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News in Youth Services

Monday, April 25, 2016

Ready for Kindergarten: At-Home Info

Hello there! I've been reading quite a bit about the origins of kindergarten and how kindergarten has evolved since it first came to America in the 1870s. As a Youth Services Librarian, part of my job is to make sure that kids start school ready to learn. One way that I do that is to incorporate kindergarten readiness skills into the storytimes that I provide. But let's be honest, I only see each child for 30 minutes a week and that isn't nearly enough time to cover all the skills they will need to have mastered before they go to school.  That's where you come in! In just 10 minutes a day, you can help prepare your child! Over the next few months, this series will cover all the skills on the Getting Ready for Kindergarten Checklist. The categories will include: personal information, academic skills, language, math, social skills, and physical skills.

Kindergarten classroom, Canada, 1898.




Our topic for today is Personal Information. These are the things your child is expected to know prior to starting kindergarten.
  • Recognize first and last name
  • Write first name with first letter capitalized
  • Tell you their age
  • Tell you their phone number
  • Tell you their address
  • Know family members and names
  • Know body parts

That seems like a long list, but I'm willing to bet that your smarty already knows some of this information.


Phone numbers and addresses can be hard to remember so I find it helps to set them to music. For example, I will use the library's phone and address.

To the tune of Bingo/There was a farmer, had a dog.

When I call home, I use the phone!

6-3-0 (drag out that number: ze-ee-roh!)
5-2-9
1-6-4-1

and that's how I call home-o!

My home it has an address too!
This is where you'll find it:

40 South Park Street,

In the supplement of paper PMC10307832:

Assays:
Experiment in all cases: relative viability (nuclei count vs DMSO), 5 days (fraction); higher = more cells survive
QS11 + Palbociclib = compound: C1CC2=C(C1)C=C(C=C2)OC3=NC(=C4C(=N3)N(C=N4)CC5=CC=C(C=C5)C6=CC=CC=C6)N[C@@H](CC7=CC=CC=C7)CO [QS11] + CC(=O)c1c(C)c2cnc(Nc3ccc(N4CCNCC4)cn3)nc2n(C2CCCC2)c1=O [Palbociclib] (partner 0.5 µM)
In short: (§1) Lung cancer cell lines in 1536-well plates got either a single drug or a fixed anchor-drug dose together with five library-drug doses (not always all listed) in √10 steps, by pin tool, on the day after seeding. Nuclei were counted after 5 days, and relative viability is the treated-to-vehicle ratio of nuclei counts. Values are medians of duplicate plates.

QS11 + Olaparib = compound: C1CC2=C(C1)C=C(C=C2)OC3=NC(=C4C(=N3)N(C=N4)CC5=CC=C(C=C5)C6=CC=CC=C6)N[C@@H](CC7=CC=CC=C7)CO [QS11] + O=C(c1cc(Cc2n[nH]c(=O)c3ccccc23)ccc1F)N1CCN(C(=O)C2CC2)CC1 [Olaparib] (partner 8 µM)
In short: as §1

40 South Park Street,
40 South Park Street

Roselle, Illinois!

If you don't like that tune, you can choose another. Just sing your song once a day for a week, and your kiddo will have those numbers in their heads forever. Do remind your kids never to share this info without asking you first!



Names are important! While you may be the only Mom/Dad/Mama/Papa in your child's life there is a good chance that you aren't the only parent in a crowded room. Knowing the first names of parents can save time in an emergency! To teach first names, you can make a game out of it. Come up with words (or sounds) that rhyme with the first names of everyone in your family. Then the next time you sit down to eat a meal together, use the name-rhymes to talk to each other.




When teachers want your children to know the names of body parts it is so that everyone in the classroom can communicate clearly with each other. You can call heads "melons" and toes "piggies" at home. But in school, toes need to be toes! Imagine trying to understand an injured child who tells you that their cauliflower got hurt on the playground. Do they mean their head? Or their ears? Or their knees? Knowing the names of body parts makes everyone safer.

Next time we will start on Academic Skills! That list is a little bit longer, but I know that we can conquer it together.

If you want to read a comprehensive document, the American Federation of Teachers has put together a 34 page document you can read here.

Additionally, the Illinois State Board of Education has a website for the Illinois Early Learning Project. This website offers tip sheets in English, Spanish and even a few in Polish!

Until next time, friends! 

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